People on a ‘Get Healthy Eating’ mission often make the mistake of setting themselves impossibly high standards to achieve.

Cutting out all carbohydrates, or only eating raw food, or even scheduled fasting advised on a 5:2 dieting plan are all challenges that more often than not put a person under undue and unnecessary pressure. These tough regimes almost always end in a person reverting to their previous established habits as the changes they expect from themselves are too hard.

In mine and Liz Hogon’s work with clients struggling with their relationship with food we use our therapy approaches to resolve and release the emotional triggers for disordered eating including bingeing, cravings and purging.

When clients have resolved the issues that compelled them to eat when not hungry they want to tackle their food choices and after decades of emotional eating they are often confused about what their meals should be and what they need to eat to be healthy.

We work with clients to make changes a step at a time and incrementally build on those foundations so that success builds on success instead of setting you up to fail which is what diets always do.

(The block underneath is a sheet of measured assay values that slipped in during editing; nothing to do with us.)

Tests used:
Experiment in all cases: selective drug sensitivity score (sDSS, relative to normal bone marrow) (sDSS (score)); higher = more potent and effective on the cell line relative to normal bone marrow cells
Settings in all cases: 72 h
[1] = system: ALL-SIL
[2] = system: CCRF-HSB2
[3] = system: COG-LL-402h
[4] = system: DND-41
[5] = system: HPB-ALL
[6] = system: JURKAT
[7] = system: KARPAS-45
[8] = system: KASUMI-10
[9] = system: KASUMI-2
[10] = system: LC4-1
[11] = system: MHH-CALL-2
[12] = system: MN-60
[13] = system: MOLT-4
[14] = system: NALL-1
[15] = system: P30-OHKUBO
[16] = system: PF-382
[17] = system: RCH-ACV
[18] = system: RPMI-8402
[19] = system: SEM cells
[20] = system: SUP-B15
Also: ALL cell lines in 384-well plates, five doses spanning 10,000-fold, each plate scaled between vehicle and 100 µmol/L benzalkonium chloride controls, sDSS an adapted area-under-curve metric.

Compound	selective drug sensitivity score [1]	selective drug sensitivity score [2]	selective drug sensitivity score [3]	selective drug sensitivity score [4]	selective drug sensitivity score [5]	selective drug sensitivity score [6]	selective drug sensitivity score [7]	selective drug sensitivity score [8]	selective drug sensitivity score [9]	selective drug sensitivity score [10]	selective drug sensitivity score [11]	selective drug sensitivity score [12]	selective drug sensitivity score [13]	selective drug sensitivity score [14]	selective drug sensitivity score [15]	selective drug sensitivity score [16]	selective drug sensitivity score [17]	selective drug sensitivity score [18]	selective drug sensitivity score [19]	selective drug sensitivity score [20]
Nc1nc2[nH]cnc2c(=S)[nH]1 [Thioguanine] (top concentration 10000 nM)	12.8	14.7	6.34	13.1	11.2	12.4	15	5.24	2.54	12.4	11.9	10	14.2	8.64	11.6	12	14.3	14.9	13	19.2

Remember – you don’t fail at diets: diets fail you.

Here are ten points that are fundamental to improving your food choices and if you follow these hacks you’ll be well on your way to taking better care of you.

1. Hunger hinders determination
The best of healthy eating intentions fall to the wayside when you’re caught out feeling really hungry. To be selective you need to be stocked up and travel with your own tasty, nutritional snacks.

2. Knowledge is power
Reading food packaging labels can easily make you cynical when products promoted as healthy, original or natural include ingredients that are unpronounceable or loaded with sugars and sodium (salt).

3. Eat the rainbow
Is a useful hook to remind you to eat as widely as possible of vegetables and fruit. Every different coloured vegetable or darkest green brassica has its unique type of beneficial micro-nutrients.

4. Where’s my nutrition?
Take a moment to look at your plate of food. Aim for two-thirds vegetables including dark green leaves with a serving of protein – such as meat, fish, eggs, nuts or pulses.